July 3, 1943: Red Sox rookie Leon Culberson hits for the natural cycle — with inside-the-park home run

This article was written by Mike Huber

As the Boston Red Sox pounded the Cleveland Indians in front of 11,410 fans at Cleveland Stadium on July 3, 1943, Boston rookie Leon Culberson became the first player of the season to hit for the cycle. The New York Times reported that “Culberson’s contributions formed the major share of a 12-hit barrage laid down by the Red Sox, although most of the damage was done in a seven-run, ninth-inning uprising.”1

Through the 2015 season, Culberson was the last major leaguer to hit for the cycle with an inside-the-park home run. His cycle came in only his 31st major-league game. The Boston Globe started its recap of the game with: “A pink-cheeked rookie from Georgia, who six weeks ago was shagging flies in the bush leagues, stepped into America’s largest ball park tonight and made baseball history.”2 Culberson’s cycle was rare on another count: The hits came in natural sequence: single, double, triple, and home run.

Joe Dobson started for the Red Sox, opposed by Cleveland’s Chubby Dean. Culberson led off the game by greeting Dean with a single. One out later, Tony Lupien singled to left, and Cleveland’s Pat Seerey threw out Culberson trying to make it to third. In his next at-bat, in the third inning, Culberson hit a two-out double but was stranded.

Cleveland tallied solo runs in the third and fourth innings, each on two singles and a walk and each with two outs. Boston rallied in the top of the sixth. With one out, Culberson launched a triple to deep left and scored as Pete Fox followed with a single. Lupien then singled, sending Fox scampering to third base and chasing Dean from the mound. Player-manager Lou Boudreau brought in Mike Naymick from the bullpen. The first batter he faced, Jim Tabor, hit a fly ball to center field, driving in Fox and tying the score at 2-2.

In the Cleveland half of the fifth inning, Ken Keltner had sent an offering from Dobson deep into right-center field. Fox, “running like a Jesse Owens, galloped a country mile and caught the ball in deep center. He wound up so far out in the distant reaches of the stadium that he almost needed a taxicab to get back to right field.”3 When Cleveland batted in the sixth, Mike Ryba replaced Dobson on the mound for Boston.

The score remained 2-2 until the top of the eighth inning, when Culberson, leading off, hammered a ball to left and raced around the bases for an inside-the-park home run. The ball ticked off Cleveland left fielder Seerey’s glove and he couldn't corral it as Culberson rounded the bases. The home run went an estimated 400 to 410 feet. Mel Webb of the Boston Globe wrote that Culberson crossed home plate before the ball got back to the infield.4  Fox then walked and after Lupien sacrificed him to second, Tabor crushed his seventh home run of the season. The productive inning lifted the Red Sox to a 5-2 lead.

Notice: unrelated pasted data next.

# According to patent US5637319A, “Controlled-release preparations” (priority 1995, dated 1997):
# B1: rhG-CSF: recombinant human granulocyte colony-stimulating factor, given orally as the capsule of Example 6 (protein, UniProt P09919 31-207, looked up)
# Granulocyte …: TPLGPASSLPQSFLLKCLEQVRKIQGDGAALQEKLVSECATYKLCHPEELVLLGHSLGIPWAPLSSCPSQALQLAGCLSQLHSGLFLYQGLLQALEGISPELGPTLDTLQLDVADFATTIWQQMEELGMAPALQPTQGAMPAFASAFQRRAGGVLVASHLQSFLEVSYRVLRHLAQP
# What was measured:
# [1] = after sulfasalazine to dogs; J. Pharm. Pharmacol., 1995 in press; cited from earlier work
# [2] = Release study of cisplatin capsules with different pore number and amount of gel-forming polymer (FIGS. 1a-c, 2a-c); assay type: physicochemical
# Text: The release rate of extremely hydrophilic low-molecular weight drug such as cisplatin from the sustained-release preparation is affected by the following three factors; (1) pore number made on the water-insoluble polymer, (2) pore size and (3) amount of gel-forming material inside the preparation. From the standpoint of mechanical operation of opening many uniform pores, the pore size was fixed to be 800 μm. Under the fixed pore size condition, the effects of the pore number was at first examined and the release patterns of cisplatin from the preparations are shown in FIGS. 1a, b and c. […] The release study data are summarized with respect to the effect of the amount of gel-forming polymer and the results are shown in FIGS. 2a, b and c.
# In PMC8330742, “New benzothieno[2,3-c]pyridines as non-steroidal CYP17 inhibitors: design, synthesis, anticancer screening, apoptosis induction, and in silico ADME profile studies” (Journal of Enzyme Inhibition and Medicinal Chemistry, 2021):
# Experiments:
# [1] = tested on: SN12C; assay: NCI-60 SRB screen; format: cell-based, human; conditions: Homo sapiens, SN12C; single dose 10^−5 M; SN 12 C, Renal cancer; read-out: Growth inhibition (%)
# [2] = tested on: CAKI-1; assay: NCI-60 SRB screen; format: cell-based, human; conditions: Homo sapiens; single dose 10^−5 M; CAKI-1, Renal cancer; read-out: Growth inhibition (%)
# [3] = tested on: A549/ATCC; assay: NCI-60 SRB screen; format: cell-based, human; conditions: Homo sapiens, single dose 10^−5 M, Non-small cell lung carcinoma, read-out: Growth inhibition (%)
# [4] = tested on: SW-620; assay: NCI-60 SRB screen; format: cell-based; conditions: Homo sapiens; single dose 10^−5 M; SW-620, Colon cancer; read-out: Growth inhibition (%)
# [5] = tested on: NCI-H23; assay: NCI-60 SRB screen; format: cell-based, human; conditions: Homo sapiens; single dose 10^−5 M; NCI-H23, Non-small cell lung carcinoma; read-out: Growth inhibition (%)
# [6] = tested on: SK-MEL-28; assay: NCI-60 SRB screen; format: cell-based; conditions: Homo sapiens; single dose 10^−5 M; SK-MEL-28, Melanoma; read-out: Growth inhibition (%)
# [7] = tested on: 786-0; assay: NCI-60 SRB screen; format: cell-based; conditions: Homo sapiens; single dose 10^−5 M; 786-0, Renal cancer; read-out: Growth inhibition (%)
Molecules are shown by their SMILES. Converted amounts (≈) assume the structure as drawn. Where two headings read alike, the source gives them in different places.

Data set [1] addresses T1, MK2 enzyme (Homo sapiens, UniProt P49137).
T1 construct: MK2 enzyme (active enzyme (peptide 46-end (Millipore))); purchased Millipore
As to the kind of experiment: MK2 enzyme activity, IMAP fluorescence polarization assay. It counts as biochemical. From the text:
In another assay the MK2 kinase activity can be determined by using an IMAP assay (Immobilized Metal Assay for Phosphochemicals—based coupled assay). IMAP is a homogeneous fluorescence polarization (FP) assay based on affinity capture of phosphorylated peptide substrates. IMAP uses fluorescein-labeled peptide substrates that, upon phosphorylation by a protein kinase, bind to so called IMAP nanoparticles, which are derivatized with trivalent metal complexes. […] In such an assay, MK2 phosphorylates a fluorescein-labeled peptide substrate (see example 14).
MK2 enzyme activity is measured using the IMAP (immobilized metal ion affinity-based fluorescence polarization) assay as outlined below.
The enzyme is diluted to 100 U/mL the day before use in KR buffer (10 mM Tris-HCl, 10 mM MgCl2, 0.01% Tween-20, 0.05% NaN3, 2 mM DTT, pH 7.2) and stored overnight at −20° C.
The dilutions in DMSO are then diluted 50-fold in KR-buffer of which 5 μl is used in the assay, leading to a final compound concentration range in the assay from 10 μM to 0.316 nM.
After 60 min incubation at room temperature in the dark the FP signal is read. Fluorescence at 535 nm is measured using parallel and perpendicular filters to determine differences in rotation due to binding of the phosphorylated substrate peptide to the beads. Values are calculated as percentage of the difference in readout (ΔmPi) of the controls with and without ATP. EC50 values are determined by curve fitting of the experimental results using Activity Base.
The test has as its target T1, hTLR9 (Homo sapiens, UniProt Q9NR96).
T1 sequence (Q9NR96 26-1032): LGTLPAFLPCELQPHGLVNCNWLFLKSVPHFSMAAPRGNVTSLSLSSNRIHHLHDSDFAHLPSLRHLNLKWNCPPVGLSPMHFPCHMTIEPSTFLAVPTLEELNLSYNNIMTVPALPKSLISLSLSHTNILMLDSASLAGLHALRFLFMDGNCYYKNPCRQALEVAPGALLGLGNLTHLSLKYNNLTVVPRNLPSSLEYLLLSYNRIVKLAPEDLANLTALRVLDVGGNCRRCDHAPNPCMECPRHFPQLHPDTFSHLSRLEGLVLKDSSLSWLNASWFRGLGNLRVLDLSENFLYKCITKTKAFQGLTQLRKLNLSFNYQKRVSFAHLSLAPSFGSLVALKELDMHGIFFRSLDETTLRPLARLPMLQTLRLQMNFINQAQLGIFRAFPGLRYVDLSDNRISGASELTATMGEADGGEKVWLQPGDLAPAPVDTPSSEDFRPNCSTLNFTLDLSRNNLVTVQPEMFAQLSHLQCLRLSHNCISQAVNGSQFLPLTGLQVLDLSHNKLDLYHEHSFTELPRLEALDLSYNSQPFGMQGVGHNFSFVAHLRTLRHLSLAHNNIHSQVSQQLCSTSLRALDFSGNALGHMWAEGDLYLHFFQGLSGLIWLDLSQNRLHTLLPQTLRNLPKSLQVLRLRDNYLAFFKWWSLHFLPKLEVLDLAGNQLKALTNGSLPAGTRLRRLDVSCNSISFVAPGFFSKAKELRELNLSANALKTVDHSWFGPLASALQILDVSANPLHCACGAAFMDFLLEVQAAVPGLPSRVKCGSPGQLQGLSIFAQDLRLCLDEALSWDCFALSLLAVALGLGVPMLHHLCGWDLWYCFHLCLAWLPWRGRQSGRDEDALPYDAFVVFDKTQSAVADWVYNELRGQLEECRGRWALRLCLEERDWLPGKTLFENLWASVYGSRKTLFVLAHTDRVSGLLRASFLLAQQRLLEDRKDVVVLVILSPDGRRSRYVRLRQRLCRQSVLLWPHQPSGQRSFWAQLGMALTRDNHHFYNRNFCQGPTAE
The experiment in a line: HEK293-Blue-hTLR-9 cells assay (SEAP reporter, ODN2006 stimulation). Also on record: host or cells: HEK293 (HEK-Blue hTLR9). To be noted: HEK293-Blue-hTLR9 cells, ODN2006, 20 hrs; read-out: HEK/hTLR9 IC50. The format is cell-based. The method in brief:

The Red Sox made that lead into a rout in the top of the ninth. The first three batters reached without benefit of a hit, loading the bases. Pete Center relieved Naymick and walked Culberson to score a run. Pete Fox singled in two runs, and after two outs, the next five Red Sox batters reached on singles and walks. Boudreau yanked Center in favor of Al Milnar, who faced one batter–Culberson. This time the man who had already hit for the cycle and also collected an RBI walk flied out to center field to end the inning. Boston had sent 13 batters to the plate and had scored seven more runs. The 5-2 lead had ballooned to 12-2.

Mike Ryba, still pitching for Boston, gave up two runs to the Indians in the bottom of the ninth on singles by Milnar and Oris Hockett and doubles by Boudreau and Keltner, but Cleveland could not get close to catching up. The Indians were playing without “three front-rank outfielders, Roy Cullenbine, Hank Edwards, and Jeff Heath, [yet] made a valiant stand in the last of the ninth.”5

Culberson ended the day 4-for-5 with three runs scored, two runs batted in, and a walk. After the game he was hitting an even .300 for the season. Fox and Tabor each drove in three runs for Boston. Keltner led the Indians with a 3-for-5 game and an RBI. Ryba earned his fourth victory of the season by allowing just the two ninth-inning runs in four relief innings.

Two days later, in a July 5 doubleheader against the White Sox at Comiskey Park, Culberson was 6-for-10, with a bases-loaded triple. Those games raised his average to .323, his high mark for the season.6

Through the 2015 season, 14 batters, seven in each league, have hit for a natural cycle:7

Player

Team

Date

Bill Collins

Boston (NL)

October 6, 1910

Bob Fothergill

Detroit (AL)

September 26, 1926

Tony Lazzeri

New York (AL)

June 3, 1932

Charlie Gehringer

Detroit (AL)

May 27, 1939

Leon Culberson

Boston (AL)

July 3, 1943

Jim Hickman

New York (NL)

August 7, 1963

Ken Boyer

St. Louis (NL)

June 16, 1964

Billy Williams

Chicago (NL)

July 17, 1966

Tim Foli

Montreal (NL)

April 21, 1976

Bob Watson

Boston (AL)

September 15, 1979

John Mabry

St. Louis (NL)

May 18. 1996

Jose Valentin

Chicago (AL)

May 27, 2000

Brad Wilkerson

Montreal (NL)

June 24, 2003

Gary Mathews Jr.

Texas (AL)

September 13, 2006

 

Sources

In addition to the sources mentioned in the Notes, the author consulted Baseball-Reference.com and Retrosheet.org.

 

Notes

1 “Red Sox Victors Over Indians, 12-4: Culberson’s Homer, Triple, Double, Single Set Pace for Bostonians,” New York Times, July 4, 1943.

2 Rogers Birtwell, “Culberson Gets Four Hits for Total of Ten: He Leads Red Sox to a Slashing Win Over Indians,” Boston Globe, July 4, 1943.

3 Ibid.

4 Ibid.

5 “Red Sox Victors,” New York Times, July 4, 1943.

6 Bill Nowlin, “Leon Culberson,” http://sabr.org/bioproj/person/3e424b4e.